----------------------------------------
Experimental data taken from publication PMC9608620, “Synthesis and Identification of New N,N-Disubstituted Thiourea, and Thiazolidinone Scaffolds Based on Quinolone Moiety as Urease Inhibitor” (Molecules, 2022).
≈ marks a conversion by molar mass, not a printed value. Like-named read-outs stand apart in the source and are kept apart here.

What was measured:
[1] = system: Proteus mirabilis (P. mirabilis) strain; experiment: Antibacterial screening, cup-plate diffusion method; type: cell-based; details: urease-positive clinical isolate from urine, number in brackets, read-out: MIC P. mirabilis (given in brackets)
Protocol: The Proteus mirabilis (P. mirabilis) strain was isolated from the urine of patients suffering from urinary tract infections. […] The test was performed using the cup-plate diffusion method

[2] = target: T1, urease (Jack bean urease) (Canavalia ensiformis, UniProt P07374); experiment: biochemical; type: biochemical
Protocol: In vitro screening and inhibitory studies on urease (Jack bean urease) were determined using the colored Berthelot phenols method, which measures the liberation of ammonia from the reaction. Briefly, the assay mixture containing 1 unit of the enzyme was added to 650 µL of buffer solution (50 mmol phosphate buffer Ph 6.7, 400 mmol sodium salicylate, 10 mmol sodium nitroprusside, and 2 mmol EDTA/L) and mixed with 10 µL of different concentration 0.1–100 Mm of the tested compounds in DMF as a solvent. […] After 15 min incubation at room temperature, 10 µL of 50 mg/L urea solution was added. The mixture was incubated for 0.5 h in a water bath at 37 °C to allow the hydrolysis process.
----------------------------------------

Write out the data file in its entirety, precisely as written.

Experimental data taken from publication PMC9608620, “Synthesis and Identification of New N,N-Disubstituted Thiourea, and Thiazolidinone Scaffolds Based on Quinolone Moiety as Urease Inhibitor” (Molecules, 2022).
≈ marks a conversion by molar mass, not a printed value. Like-named read-outs stand apart in the source and are kept apart here.

What was measured:
[1] = system: Proteus mirabilis (P. mirabilis) strain; experiment: Antibacterial screening, cup-plate diffusion method; type: cell-based; details: urease-positive clinical isolate from urine, number in brackets, read-out: MIC P. mirabilis (given in brackets)
Protocol: The Proteus mirabilis (P. mirabilis) strain was isolated from the urine of patients suffering from urinary tract infections. […] The test was performed using the cup-plate diffusion method

[2] = target: T1, urease (Jack bean urease) (Canavalia ensiformis, UniProt P07374); experiment: biochemical; type: biochemical
Protocol: In vitro screening and inhibitory studies on urease (Jack bean urease) were determined using the colored Berthelot phenols method, which measures the liberation of ammonia from the reaction. Briefly, the assay mixture containing 1 unit of the enzyme was added to 650 µL of buffer solution (50 mmol phosphate buffer Ph 6.7, 400 mmol sodium salicylate, 10 mmol sodium nitroprusside, and 2 mmol EDTA/L) and mixed with 10 µL of different concentration 0.1–100 Mm of the tested compounds in DMF as a solvent. […] After 15 min incubation at room temperature, 10 µL of 50 mg/L urea solution was added. The mixture was incubated for 0.5 h in a water bath at 37 °C to allow the hydrolysis process.